'Big Three,' Others to Renew NTRA Membership

'Big Three,' Others to Renew NTRA Membership
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The three major racetrack operators -- Churchill Downs Inc., Magna Entertainment Corp., and the New York Racing Association -- have confirmed along with other racing associations and horsemen's groups the renewal of their membership in the National Thoroughbred Racing Association.

The NTRA made the announcement after its board of directors meeting Sept. 29 at Turfway Park in Northern Kentucky. The NTRA is seeking five-year commitments for 2006-10.

The memberships are for five years, with an "out" after one year, said Keith Chamblin, senior vice president of marketing and industry relations for the NTRA. Dues for the largest members (by pari-mutuel handle) will be capped at $800,000, he said.

"The financial impacts are minimal given elimination of the cooperative advertising program (after this year) has more membership money flowing into other programs," Chamblin said.

Other racetracks that announced membership extensions are Del Mar, Hollywood Park, and Bay Meadows, Keeneland, the New Jersey Sports and Exposition Authority tracks (Meadowlands and Monmouth Park), Turfway, Emerald Downs, Oak Tree Racing Association, and Tampa Bay Downs.

Horsemen's groups that announced membership are the Delaware, Illinois, and New Jersey affiliates of the Thoroughbred Horsemen's Association; the Kentucky Horsemen's Benevolent and Protective Association; the Texas Horsemen's Partnership; and the Louisiana HBPA, which is a first-time member.

Previously, only Philadelphia Park and the Thoroughbred Owners of California had said they would join and rejoin, respectively, the NTRA for the next five years.

CDI, MEC, and NYRA account for much of the more than $13 million in membership dues projected for 2006.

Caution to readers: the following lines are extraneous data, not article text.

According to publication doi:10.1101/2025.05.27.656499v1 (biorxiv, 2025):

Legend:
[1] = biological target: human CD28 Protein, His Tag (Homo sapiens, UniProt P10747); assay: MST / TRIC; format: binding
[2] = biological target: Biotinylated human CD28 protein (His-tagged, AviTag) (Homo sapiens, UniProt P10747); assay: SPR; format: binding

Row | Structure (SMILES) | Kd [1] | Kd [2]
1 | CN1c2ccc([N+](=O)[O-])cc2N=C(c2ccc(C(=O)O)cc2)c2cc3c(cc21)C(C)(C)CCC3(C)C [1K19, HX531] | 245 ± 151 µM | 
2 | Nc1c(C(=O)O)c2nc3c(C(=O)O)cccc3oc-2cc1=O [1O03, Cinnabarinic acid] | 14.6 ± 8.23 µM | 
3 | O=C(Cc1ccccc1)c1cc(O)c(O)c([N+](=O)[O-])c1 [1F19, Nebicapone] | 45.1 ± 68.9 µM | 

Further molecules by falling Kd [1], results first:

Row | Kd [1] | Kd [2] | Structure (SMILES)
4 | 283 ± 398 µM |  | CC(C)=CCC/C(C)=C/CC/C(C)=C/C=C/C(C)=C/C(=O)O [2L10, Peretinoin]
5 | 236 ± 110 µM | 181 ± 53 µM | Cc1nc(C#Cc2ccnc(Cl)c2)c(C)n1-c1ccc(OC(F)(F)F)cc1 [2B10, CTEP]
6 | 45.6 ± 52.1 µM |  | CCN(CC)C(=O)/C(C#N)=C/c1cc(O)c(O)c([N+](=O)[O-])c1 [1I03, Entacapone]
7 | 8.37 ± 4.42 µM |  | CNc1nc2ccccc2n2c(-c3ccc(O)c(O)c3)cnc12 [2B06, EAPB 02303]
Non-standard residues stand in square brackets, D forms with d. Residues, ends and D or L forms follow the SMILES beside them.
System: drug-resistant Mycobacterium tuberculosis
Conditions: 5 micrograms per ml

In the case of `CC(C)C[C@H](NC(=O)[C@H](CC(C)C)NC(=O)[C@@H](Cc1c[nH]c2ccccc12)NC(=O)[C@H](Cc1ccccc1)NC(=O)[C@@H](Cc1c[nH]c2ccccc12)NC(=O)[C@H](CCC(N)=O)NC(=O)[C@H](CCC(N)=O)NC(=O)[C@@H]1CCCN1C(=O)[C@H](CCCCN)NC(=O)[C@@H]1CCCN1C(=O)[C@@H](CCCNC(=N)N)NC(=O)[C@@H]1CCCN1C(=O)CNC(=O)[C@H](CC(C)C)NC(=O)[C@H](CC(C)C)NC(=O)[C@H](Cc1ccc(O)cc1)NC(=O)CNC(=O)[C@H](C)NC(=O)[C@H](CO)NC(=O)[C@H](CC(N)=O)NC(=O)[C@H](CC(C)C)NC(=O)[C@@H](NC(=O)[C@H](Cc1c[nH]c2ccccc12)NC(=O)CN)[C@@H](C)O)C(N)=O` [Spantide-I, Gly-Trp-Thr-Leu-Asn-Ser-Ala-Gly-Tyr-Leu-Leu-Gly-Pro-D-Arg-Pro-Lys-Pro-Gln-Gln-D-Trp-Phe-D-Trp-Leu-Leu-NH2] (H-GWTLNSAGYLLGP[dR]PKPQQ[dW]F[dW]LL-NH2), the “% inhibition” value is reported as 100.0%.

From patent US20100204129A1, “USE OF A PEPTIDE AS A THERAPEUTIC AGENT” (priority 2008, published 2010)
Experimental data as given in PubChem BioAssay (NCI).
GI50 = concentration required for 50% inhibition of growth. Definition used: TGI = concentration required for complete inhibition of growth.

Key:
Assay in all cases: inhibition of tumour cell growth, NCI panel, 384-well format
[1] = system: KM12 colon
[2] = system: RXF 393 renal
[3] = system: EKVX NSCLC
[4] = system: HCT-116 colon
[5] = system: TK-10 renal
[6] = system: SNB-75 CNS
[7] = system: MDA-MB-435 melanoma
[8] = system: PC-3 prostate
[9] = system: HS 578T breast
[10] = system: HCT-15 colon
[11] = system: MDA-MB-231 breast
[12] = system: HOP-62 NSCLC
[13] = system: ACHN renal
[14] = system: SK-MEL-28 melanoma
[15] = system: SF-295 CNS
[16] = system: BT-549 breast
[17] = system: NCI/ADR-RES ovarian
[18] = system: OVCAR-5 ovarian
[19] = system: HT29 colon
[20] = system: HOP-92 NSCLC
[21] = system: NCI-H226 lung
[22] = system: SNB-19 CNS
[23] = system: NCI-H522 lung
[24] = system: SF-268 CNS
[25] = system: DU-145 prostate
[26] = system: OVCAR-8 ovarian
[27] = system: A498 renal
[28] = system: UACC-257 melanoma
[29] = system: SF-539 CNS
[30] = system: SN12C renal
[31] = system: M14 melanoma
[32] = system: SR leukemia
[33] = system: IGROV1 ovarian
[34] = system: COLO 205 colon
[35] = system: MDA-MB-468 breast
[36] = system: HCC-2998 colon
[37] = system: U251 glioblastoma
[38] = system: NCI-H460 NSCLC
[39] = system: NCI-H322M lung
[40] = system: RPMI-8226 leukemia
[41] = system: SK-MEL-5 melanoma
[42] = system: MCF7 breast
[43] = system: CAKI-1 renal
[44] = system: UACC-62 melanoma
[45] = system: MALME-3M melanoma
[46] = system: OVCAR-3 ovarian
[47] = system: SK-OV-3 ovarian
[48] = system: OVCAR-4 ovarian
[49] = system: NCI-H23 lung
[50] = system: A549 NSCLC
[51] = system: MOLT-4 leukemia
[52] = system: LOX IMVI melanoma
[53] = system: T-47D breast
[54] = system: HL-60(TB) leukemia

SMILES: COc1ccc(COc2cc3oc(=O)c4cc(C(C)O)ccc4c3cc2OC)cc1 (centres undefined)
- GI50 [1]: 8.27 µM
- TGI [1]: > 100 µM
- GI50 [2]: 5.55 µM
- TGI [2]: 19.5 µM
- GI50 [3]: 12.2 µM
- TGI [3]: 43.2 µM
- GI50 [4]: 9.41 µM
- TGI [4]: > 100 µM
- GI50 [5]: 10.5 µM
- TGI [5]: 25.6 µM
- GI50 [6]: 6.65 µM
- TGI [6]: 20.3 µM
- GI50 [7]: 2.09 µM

"We appreciate the commitments by these racetrack and horsemen's organizations, which represent more than 80% of the national pari-mutuel handle," NTRA commissioner D.G. Van Clief Jr. said in a release. "We look forward to finalizing membership discussions with other industry organizations in the coming weeks. The industry has made great strides since the formation of the NTRA. However, important work remains that can only be accomplished by all segments of the industry working together."

Chamblin said the meeting was productive, and that in the last week or so, a number of commitments to the organization were made by members. He said the board tackled some issues "that will allow us to move forward with remaining organizations that have not made commitments."

There are about 20 current members that haven't renewed, Chamblin said. The NTRA hopes to get them on board in the next 30 to 45 days, but there is no deadline for membership, he said.

The NTRA also received a report from board member Bruce Garland on the proposed Office of Racing Integrity and asked a steering committee to prepare a preliminary business plan and model standards for electronic security, physical security, and licensing. Alan Foreman, chief executive officer of the THA, and representatives from CDI and MEC have joined the committee that includes John Roark of the National HBPA, Ed Martin of the Association of Racing Commissioners International, Alan Marzelli of The Jockey Club, Chris Scherf of the Thoroughbred Racing Associations, Drew Couto of TOC, and Charles Hayward of NYRA.

The next regularly scheduled meeting of the NTRA board is set for Dec. 1, again at Turfway.

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